There was a general feeling that Germany had genuine grievances. Hitler claimed that Germans who were living outside Germany had a right to self-determination. It was believed that the policy of appeasement would promote Anglo-German friendship remove grievances. Other scholars argue that there was no alternative to the policy of appeasement as most countries were not prepar... ... middle of paper ... ...t, Hitler believed that the British government would reconsider its policy of appeasement. He thus decided to invade Poland on September 1st 1939, on 3rd, British declared war against Hitler (Scaife 121).
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For example, Great Britain’s motive was to make sure that Germany would no longer by a threat to it (Versailles, 223). France’s motive in the treaty was to try and assure in the future that it would not be invaded, as France was extremely vulnerable at that time period and surrounded by stronger countries that could easily defeat France, and that it would have allies in countries like the USA that would protect France if the need ever arose. Because of so many motives that were so vastly different that they could not come to an agr... ... middle of paper ... ...romote conservatism so the change of pace would be slow. This helped to achieve each leader’s respective motive and therefore made the treaty a popular one. The motive, structure, and philosophies for the Congress of Vienna and the Treaty of Versailles had various differences and because of this had very different results.
New York: Simon and Schuster publishing, 2010. Fauvelet de Bourrienne, Antoine, Louis. Memoirs of Napoleon Bonaparte. London: C. Scribner’s sons, 1896. Heckscher, Eli Filip.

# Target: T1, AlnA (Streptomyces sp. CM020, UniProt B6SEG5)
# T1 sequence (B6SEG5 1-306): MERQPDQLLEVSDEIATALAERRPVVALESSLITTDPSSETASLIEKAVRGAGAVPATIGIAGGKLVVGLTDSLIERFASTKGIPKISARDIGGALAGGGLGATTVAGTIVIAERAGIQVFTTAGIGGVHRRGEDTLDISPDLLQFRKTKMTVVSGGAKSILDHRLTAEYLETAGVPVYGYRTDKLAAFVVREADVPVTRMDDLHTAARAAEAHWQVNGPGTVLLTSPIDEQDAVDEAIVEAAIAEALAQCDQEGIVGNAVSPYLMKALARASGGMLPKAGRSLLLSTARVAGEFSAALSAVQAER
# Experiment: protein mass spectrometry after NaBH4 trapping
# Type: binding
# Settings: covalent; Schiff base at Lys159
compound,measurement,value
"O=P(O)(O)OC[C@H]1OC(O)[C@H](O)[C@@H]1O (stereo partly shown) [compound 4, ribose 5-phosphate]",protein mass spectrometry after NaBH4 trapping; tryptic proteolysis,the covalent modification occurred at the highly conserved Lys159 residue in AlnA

The agreement that was reached enacted several harsh measures against Germany. Aside from the huge reparations that they would be forced to pay, the Allied nations forced the Germans to completely demilitarize their military. Germany was also str... ... middle of paper ... ...w by pursuing what they believed to be the “best-case scenario.” Hitler probably could have been stopped if the British had stood up to him in the Rhineland Crisis. Because it was so early in his pursuit for continental domination, he did not yet have the mainstream support that he would by the actual beginning of the war. If he had failed Germany early, perhaps he might have been overthrown.
It then became clear to chamberlain and France that negotiation would not work in this situation. On 3rd September 1939 both Britain and France declared war on Germany. In conclusion, appeasement although having failed in the end had managed to delay a war to a time when Britain and France were fairly well prepared for it. We may consider that had Britain and France opposed Germany from the start and used brute force against Hitler, the war may have been avoided. Yes it may have been avoided but that also true for the opposite.